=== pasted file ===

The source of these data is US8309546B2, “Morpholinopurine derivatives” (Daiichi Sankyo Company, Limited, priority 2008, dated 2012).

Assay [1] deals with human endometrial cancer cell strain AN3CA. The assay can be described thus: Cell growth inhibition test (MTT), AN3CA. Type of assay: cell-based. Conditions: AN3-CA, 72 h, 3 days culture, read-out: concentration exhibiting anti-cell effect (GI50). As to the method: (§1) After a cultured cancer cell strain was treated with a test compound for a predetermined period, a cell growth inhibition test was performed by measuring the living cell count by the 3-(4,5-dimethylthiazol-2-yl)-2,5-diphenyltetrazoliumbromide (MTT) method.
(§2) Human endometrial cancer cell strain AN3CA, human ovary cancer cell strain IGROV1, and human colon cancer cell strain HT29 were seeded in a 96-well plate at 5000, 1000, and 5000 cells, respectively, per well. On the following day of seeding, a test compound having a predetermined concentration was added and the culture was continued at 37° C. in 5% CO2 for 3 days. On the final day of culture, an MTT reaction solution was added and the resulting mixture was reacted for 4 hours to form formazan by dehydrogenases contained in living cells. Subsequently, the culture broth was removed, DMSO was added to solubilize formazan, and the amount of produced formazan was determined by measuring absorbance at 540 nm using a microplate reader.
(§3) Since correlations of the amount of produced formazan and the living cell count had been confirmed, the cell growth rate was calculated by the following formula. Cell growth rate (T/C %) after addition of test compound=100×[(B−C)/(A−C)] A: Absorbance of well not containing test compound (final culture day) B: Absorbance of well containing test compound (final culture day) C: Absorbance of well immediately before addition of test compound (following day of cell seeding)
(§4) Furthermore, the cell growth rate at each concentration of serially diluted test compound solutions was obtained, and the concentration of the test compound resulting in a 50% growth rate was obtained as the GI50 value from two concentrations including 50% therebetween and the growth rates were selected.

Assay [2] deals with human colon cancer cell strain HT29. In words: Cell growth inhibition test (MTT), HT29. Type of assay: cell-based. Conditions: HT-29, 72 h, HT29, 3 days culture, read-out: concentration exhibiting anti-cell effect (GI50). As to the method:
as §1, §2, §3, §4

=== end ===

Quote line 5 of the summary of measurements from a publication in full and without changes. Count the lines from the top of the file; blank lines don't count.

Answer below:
(§4) Furthermore, the cell growth rate at each concentration of serially diluted test compound solutions was obtained, and the concentration of the test compound resulting in a 50% growth rate was obtained as the GI50 value from two concentrations including 50% therebetween and the growth rates were selected.